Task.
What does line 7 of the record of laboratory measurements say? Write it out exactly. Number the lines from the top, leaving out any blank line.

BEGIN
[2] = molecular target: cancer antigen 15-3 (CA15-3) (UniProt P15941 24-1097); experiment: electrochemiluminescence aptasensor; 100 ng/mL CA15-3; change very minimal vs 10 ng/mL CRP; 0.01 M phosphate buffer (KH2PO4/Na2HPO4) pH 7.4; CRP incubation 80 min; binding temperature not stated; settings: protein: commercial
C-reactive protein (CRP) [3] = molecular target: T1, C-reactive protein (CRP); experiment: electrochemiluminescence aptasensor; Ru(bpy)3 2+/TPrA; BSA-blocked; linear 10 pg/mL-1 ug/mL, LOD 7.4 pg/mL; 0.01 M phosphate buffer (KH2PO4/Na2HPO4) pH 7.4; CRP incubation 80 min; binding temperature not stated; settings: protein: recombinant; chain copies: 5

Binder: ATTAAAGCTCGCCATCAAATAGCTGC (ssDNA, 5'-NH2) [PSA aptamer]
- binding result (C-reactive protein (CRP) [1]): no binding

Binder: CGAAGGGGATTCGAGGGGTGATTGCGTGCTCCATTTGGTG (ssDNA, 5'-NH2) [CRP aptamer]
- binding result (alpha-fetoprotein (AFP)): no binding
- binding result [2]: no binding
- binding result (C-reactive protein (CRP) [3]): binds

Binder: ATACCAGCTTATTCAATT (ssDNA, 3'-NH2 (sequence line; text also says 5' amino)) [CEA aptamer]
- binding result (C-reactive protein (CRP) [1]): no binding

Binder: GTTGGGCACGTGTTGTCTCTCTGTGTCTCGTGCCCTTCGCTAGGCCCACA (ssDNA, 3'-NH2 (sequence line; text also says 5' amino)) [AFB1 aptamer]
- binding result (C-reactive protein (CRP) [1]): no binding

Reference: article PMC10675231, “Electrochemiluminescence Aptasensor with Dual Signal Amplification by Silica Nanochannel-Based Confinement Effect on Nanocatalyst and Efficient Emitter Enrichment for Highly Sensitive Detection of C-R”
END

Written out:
- binding result [2]: no binding